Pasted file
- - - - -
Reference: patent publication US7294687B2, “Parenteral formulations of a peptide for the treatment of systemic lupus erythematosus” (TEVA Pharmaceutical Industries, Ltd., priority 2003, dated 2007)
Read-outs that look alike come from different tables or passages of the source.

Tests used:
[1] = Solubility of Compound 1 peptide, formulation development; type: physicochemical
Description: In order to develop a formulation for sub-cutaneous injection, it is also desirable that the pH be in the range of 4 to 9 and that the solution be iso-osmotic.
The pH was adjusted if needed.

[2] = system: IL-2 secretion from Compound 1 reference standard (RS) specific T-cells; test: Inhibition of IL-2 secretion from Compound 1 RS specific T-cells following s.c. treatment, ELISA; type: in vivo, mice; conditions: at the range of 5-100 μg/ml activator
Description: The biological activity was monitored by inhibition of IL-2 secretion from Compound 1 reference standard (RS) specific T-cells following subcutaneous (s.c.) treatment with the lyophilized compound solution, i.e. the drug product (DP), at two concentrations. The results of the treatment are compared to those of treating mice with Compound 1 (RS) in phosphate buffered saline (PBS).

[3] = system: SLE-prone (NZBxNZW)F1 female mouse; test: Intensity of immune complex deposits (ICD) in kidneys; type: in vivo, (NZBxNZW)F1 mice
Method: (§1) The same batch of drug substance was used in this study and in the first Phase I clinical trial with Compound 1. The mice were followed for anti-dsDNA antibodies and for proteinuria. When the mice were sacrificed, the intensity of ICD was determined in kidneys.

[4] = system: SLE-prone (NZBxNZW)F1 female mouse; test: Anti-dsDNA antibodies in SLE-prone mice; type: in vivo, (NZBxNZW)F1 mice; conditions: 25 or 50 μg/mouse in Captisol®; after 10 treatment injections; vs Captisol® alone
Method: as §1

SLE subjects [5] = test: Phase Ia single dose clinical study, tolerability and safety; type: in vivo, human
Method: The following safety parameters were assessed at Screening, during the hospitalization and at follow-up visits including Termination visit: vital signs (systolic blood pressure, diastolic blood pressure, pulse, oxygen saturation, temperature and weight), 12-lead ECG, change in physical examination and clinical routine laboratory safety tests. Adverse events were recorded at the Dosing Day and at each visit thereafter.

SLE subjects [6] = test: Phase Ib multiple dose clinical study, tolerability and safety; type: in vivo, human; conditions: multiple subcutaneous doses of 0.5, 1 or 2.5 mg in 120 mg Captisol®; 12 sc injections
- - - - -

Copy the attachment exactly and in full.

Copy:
Reference: patent publication US7294687B2, “Parenteral formulations of a peptide for the treatment of systemic lupus erythematosus” (TEVA Pharmaceutical Industries, Ltd., priority 2003, dated 2007)
Read-outs that look alike come from different tables or passages of the source.

Tests used:
[1] = Solubility of Compound 1 peptide, formulation development; type: physicochemical
Description: In order to develop a formulation for sub-cutaneous injection, it is also desirable that the pH be in the range of 4 to 9 and that the solution be iso-osmotic.
The pH was adjusted if needed.

[2] = system: IL-2 secretion from Compound 1 reference standard (RS) specific T-cells; test: Inhibition of IL-2 secretion from Compound 1 RS specific T-cells following s.c. treatment, ELISA; type: in vivo, mice; conditions: at the range of 5-100 μg/ml activator
Description: The biological activity was monitored by inhibition of IL-2 secretion from Compound 1 reference standard (RS) specific T-cells following subcutaneous (s.c.) treatment with the lyophilized compound solution, i.e. the drug product (DP), at two concentrations. The results of the treatment are compared to those of treating mice with Compound 1 (RS) in phosphate buffered saline (PBS).

[3] = system: SLE-prone (NZBxNZW)F1 female mouse; test: Intensity of immune complex deposits (ICD) in kidneys; type: in vivo, (NZBxNZW)F1 mice
Method: (§1) The same batch of drug substance was used in this study and in the first Phase I clinical trial with Compound 1. The mice were followed for anti-dsDNA antibodies and for proteinuria. When the mice were sacrificed, the intensity of ICD was determined in kidneys.

[4] = system: SLE-prone (NZBxNZW)F1 female mouse; test: Anti-dsDNA antibodies in SLE-prone mice; type: in vivo, (NZBxNZW)F1 mice; conditions: 25 or 50 μg/mouse in Captisol®; after 10 treatment injections; vs Captisol® alone
Method: as §1

SLE subjects [5] = test: Phase Ia single dose clinical study, tolerability and safety; type: in vivo, human
Method: The following safety parameters were assessed at Screening, during the hospitalization and at follow-up visits including Termination visit: vital signs (systolic blood pressure, diastolic blood pressure, pulse, oxygen saturation, temperature and weight), 12-lead ECG, change in physical examination and clinical routine laboratory safety tests. Adverse events were recorded at the Dosing Day and at each visit thereafter.

SLE subjects [6] = test: Phase Ib multiple dose clinical study, tolerability and safety; type: in vivo, human; conditions: multiple subcutaneous doses of 0.5, 1 or 2.5 mg in 120 mg Captisol®; 12 sc injections